We are so thrilled to have Carolyn joining us!
Tuesday October 30, 2018 – Morning General Session
Brian Peterson, founder of Faces of Santa Ana
Brian’s story began three years ago. “I just moved to Santa Ana, and found myself in my downtown apartment, night after night, reading a book called Love Does. The book is about unconditional love and what it means to sacrifice one’s life for others. As I laid on my couch one evening, slowly reading and absorbing the text, I hear the screams from a man experiencing homelessness coming from outside my window. I’ve heard these screams in the past, and previously referred to him as “The Screaming Homeless Man”. But this day was different. This time, love intersected his screams and my heart was filled with compassion. I needed to know him, find out his name, and respect him as my neighbor.
A few days later, I was on the way home, from work on my bicycle, and I felt the nudge to look for this man. I rode around the busy streets near my house looking for him and finally found him sitting on a corner with an empty cup two blocks from my home. After laying my bike down, I sat on the floor next to him, introduced myself, and asked him his name. “My name is Matthew”, he timidly explained. On this day Matthew was calm and quiet. I bought him a subway sandwich and we sat together while he explained his dreams to me. Matt moved to LA from Kentucky with dreams of being a musician. He stepped out in faith, drove cross country, with no plans or agenda, but only with his burning desire to play music. For the last twelve years, he’s lived on the streets of Santa Ana, slowly watching his dreams fade away.
Matt spoke, and I watched him from a place of love and compassion. I began to see the beauty in him that surpasses all the dire circumstances visible to the masses.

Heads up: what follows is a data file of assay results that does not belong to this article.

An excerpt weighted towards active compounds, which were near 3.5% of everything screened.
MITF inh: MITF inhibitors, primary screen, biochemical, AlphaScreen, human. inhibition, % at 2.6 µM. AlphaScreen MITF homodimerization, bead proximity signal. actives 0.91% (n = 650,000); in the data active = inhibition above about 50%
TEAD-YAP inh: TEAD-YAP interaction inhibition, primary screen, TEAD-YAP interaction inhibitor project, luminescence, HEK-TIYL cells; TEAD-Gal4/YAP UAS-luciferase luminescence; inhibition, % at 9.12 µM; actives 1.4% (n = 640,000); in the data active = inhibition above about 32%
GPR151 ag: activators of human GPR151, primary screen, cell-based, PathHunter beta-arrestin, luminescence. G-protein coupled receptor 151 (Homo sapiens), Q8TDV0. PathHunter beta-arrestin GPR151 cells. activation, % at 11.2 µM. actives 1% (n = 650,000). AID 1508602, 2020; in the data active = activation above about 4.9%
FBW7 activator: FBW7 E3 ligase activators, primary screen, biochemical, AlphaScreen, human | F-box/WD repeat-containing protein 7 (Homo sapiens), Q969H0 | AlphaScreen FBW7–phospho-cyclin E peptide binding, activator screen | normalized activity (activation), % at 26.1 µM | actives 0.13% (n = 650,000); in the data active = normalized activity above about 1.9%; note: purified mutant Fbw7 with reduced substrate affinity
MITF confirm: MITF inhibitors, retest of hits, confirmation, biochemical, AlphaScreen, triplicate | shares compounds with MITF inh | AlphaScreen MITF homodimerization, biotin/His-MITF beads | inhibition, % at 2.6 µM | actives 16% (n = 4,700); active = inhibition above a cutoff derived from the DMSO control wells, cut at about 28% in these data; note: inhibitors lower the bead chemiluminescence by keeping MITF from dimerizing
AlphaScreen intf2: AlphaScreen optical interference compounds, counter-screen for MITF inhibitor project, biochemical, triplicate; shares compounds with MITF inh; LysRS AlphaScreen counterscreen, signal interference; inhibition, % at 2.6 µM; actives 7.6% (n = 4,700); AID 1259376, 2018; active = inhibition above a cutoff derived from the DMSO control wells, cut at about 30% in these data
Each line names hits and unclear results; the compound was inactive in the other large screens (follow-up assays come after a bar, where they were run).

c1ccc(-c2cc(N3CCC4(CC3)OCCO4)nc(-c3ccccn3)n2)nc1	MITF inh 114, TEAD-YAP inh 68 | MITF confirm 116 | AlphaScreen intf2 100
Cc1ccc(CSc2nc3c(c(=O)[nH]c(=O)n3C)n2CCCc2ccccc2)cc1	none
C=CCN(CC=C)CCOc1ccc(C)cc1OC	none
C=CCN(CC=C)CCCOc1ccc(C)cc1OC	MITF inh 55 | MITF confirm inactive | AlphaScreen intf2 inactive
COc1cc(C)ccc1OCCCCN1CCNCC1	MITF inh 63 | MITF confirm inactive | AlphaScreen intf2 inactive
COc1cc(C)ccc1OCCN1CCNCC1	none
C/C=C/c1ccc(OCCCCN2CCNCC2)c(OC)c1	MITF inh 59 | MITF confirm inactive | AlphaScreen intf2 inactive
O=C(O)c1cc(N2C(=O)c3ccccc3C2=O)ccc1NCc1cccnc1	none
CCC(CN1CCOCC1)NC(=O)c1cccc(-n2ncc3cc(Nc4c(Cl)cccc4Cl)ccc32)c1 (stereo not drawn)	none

Within my heart bubbled a question that changed my life. “Hey Matt, can I paint your portrait?” I think the questioned shocked me more than it shocked Matt because I left my passion for painting somewhere in freshman year of college when I chose to pursue a career in automotive design. Surprisingly, Matt said yes, I took a few pictures, and raced home to explain the good news to my wife. I had no plans to do anything with Matt’s portrait other than to hang it in my own home.
What I didn’t know, is that Matt’s painting would change the entire direction of my life. A couple days later, I brought Matt’s finished portrait out to the same corner where I first heard him screaming, and had him sign the piece right above my signature. I assured Matt that his story and journey was just as important as my paint and brush strokes. We are both artists collaborating on this piece. Later, I posted the painting on Facebook and many were asking if it was for sale. In this moment, the “light bulb” went off. I realized that I can use the artistic gift I have been blessed with, to bless others. There was purpose and destiny hidden in my childlike passion for painting. A new flame of love arose in my heart, and Faces of Santa Ana was born. The movement was birthed out of noticing the “one”. There was never a plan or strategy to reach the masses with a nonprofit, but instead Faces of Santa Ana has grown with a heart connected to eyes that see the “one” right in front of us.”
NAEHCY is honored to have Brian join us!